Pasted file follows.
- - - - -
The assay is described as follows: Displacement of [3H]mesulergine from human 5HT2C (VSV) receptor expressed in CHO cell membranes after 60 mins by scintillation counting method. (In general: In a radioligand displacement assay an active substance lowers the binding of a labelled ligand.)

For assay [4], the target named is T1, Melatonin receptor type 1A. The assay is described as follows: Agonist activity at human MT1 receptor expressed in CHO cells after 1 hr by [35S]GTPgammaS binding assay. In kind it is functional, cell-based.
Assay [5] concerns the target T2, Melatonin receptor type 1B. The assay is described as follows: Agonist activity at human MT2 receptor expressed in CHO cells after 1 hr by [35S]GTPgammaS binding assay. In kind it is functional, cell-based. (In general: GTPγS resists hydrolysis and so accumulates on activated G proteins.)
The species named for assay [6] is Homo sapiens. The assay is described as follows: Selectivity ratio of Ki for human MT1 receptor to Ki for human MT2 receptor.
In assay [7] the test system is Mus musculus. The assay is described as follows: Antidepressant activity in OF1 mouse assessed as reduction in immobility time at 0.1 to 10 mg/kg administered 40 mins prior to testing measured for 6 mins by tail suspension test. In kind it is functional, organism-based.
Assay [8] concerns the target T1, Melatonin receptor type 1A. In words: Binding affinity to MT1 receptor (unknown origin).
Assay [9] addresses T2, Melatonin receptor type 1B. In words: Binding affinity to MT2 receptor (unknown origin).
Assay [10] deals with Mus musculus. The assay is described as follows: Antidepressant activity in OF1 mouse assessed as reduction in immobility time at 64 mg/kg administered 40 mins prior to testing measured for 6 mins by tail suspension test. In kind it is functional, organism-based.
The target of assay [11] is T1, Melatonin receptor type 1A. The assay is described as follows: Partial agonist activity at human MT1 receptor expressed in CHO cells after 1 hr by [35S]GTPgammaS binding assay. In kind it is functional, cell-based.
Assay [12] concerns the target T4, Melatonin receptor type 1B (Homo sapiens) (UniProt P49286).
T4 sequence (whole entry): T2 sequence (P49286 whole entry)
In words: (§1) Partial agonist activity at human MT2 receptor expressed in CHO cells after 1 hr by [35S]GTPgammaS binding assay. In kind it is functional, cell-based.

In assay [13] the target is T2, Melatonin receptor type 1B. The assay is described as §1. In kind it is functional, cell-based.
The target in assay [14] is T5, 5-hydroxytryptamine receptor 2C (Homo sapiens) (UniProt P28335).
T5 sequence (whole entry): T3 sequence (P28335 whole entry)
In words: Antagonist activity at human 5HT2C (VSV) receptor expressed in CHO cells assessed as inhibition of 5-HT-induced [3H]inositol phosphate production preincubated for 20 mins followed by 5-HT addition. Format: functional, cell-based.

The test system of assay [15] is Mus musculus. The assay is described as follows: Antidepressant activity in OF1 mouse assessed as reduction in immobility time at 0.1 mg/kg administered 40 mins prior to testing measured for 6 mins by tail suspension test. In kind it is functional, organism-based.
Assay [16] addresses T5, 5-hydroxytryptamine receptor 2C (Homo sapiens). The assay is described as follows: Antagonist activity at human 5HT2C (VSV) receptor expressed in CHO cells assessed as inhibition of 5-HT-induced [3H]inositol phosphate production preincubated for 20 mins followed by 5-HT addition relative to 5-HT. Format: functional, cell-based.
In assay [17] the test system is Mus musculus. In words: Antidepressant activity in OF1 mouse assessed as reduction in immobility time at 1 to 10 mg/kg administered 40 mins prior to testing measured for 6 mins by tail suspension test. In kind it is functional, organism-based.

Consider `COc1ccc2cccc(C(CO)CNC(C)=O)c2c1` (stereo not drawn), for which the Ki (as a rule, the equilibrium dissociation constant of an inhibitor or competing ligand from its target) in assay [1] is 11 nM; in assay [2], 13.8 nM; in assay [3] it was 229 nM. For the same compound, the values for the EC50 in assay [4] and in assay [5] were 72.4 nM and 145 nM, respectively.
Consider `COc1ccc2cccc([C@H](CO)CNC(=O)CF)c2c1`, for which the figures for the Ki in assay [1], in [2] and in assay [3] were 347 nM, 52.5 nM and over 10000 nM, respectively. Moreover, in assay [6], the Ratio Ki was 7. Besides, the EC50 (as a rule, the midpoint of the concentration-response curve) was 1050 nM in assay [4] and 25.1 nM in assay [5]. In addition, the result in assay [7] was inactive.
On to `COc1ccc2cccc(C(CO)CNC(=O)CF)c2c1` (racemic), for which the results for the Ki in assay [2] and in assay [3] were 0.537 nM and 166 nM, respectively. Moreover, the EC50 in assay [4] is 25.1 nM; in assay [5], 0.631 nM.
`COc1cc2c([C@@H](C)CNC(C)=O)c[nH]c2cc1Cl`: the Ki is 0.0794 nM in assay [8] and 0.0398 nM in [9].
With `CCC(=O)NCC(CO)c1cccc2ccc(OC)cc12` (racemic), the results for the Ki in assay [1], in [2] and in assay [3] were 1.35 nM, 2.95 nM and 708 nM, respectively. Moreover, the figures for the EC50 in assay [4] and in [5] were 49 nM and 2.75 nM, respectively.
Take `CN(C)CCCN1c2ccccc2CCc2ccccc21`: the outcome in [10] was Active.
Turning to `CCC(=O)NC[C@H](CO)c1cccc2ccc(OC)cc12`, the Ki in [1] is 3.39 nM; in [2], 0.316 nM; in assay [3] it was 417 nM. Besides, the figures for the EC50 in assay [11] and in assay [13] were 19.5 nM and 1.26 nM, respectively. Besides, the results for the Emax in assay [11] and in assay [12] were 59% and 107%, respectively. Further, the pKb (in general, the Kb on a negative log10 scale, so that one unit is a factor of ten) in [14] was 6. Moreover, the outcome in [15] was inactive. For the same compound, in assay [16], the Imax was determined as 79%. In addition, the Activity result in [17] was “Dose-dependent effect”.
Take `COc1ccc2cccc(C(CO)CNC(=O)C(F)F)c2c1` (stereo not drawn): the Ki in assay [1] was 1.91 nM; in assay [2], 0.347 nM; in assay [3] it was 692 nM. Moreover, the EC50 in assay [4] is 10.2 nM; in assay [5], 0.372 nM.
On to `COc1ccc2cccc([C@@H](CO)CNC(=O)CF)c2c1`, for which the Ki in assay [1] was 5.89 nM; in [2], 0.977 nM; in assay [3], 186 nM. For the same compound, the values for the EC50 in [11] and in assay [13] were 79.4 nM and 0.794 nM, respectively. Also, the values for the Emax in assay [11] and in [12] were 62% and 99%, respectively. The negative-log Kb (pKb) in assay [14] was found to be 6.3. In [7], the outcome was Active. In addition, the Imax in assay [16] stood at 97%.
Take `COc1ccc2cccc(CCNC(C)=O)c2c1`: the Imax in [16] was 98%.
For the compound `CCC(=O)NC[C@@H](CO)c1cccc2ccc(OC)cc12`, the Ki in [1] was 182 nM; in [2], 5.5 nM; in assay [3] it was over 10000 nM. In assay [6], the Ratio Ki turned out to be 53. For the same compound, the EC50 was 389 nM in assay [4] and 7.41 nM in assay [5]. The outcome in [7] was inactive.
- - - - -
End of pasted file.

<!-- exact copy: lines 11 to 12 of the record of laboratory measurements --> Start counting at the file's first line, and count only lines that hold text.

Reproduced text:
T4 sequence (whole entry): T2 sequence (P49286 whole entry)
In words: (§1) Partial agonist activity at human MT2 receptor expressed in CHO cells after 1 hr by [35S]GTPgammaS binding assay. In kind it is functional, cell-based.